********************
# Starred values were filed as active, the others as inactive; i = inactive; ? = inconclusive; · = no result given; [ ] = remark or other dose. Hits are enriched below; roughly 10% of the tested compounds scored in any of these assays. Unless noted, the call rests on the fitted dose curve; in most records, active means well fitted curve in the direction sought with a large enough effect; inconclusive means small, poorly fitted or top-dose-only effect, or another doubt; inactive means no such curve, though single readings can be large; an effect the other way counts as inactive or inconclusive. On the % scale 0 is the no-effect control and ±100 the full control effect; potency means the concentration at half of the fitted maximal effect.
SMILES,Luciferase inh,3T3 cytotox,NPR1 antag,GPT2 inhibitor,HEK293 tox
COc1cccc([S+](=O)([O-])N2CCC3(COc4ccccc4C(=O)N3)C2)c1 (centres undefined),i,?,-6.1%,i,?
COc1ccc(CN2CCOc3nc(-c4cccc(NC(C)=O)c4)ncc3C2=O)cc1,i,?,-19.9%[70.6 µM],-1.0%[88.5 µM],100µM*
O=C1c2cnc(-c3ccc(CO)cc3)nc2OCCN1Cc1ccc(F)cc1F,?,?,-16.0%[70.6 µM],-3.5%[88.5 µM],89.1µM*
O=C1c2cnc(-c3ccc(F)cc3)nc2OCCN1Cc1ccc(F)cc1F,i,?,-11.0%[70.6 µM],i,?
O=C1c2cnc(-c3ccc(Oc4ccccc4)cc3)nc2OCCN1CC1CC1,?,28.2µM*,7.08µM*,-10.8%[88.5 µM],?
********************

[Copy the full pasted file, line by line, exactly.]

# Starred values were filed as active, the others as inactive; i = inactive; ? = inconclusive; · = no result given; [ ] = remark or other dose. Hits are enriched below; roughly 10% of the tested compounds scored in any of these assays. Unless noted, the call rests on the fitted dose curve; in most records, active means well fitted curve in the direction sought with a large enough effect; inconclusive means small, poorly fitted or top-dose-only effect, or another doubt; inactive means no such curve, though single readings can be large; an effect the other way counts as inactive or inconclusive. On the % scale 0 is the no-effect control and ±100 the full control effect; potency means the concentration at half of the fitted maximal effect.
SMILES,Luciferase inh,3T3 cytotox,NPR1 antag,GPT2 inhibitor,HEK293 tox
COc1cccc([S+](=O)([O-])N2CCC3(COc4ccccc4C(=O)N3)C2)c1 (centres undefined),i,?,-6.1%,i,?
COc1ccc(CN2CCOc3nc(-c4cccc(NC(C)=O)c4)ncc3C2=O)cc1,i,?,-19.9%[70.6 µM],-1.0%[88.5 µM],100µM*
O=C1c2cnc(-c3ccc(CO)cc3)nc2OCCN1Cc1ccc(F)cc1F,?,?,-16.0%[70.6 µM],-3.5%[88.5 µM],89.1µM*
O=C1c2cnc(-c3ccc(F)cc3)nc2OCCN1Cc1ccc(F)cc1F,i,?,-11.0%[70.6 µM],i,?
O=C1c2cnc(-c3ccc(Oc4ccccc4)cc3)nc2OCCN1CC1CC1,?,28.2µM*,7.08µM*,-10.8%[88.5 µM],?